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brewing family, brought sufficient wealth to free her husband and children from financial concerns. Into these comfortable circumstances arrived a charming and precocious child, who, as early as age six, tried to write music — which his father indulgingly copied down. As Richard undertook formal lessons in music theory and harmony, his attempts at composition ripened. We may rightly see his earliest works as student exercises in copying the styles of earlier masters, but what better way to fully understand the underpinnings of 19th-century composition? The only real gap in his education resulted from father Franz’s conservative musical tastes — “Mozart (above all the others), Beethoven, and Haydn” as well as the early works of Liszt and Schumann. The operas of Wagner, for whom Franz played in the first performances of both Tristan and Isolde and Die Meistersinger, were not tolerated at home. Soon enough, however, Strauss was vividly intoxicated by the score to Tristan after studying it “against my father’s orders” at age 17. Perhaps most remarkable of all is the fact that by 1885, the 21-year-old Strauss had composed nearly 150 pieces, in all of the standard genres — instrumental and vocal works, solo and chamber music, concertos, choral pieces, works for orchestra and band — and in some surprising combinations as well. What’s more, several of the pieces had already been published and many of them performed — by friends, by his father’s orchestra, and even by the Dresden State Orchestra and Bülow’s Meiningen Court Orchestra. All of this enabled the budding composer to sharpen his mind’s ear to such an extent that the score of Tristan, which had so intoxicated him in his head, sadly disappointed him on live hearing, “until I realized at last that it was the discrepancy between a mediocre performance and the intentions of the great master.” In the fall of 1885, Strauss took up his first full-time position, as second conductor to Bülow at Meiningen. It would prove an eventful year. Following a quarrel with Brahms over the first performances of that composer’s Fourth Symphony, Bülow resigned, and the young Strauss suddenly became first conductor of one of Central Europe’s finest orchestras. Even more important, Alexander Ritter (one of the orchestra’s violinists) introduced the young composer to a whole world of new ideas — from philosophy and Romantic literature to the previously forbidden music of Wagner and Berlioz (as well as the later works of Liszt and Schumann). In subsequent years, Strauss recalled that Ritter’s influence, “in the nature of a whirlwind,” shifted all creativity “toward the poetic and the expressive in music.”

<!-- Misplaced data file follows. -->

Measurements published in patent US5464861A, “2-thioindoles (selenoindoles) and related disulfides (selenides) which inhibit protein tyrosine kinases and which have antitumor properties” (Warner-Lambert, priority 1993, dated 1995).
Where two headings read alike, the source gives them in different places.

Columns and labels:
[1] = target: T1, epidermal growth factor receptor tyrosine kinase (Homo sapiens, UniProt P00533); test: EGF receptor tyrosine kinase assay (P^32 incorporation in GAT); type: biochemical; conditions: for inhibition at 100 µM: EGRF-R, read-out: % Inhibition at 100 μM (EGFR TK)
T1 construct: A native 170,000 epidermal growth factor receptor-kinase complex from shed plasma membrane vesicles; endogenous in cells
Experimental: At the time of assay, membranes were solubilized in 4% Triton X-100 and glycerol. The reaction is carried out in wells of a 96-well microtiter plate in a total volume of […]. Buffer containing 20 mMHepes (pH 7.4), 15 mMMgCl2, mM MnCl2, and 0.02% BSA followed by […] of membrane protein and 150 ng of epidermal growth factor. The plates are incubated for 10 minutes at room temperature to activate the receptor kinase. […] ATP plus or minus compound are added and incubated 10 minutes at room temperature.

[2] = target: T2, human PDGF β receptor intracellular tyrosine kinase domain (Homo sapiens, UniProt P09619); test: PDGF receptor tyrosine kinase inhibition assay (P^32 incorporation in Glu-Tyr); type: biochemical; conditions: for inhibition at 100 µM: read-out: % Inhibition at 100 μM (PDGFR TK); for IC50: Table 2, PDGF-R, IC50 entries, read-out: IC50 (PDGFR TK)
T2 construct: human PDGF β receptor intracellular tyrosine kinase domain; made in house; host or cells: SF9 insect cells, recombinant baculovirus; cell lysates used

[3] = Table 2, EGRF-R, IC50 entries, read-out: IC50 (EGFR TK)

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About the Music

The Cleveland Orchestra

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The Cleveland Orchestra May 23-25, May 30- June 1 Concerts  

May 23-25 Sibelius & Strauss May 30- June 1 An American in Paris

The Cleveland Orchestra May 23-25, May 30- June 1 Concerts  

May 23-25 Sibelius & Strauss May 30- June 1 An American in Paris

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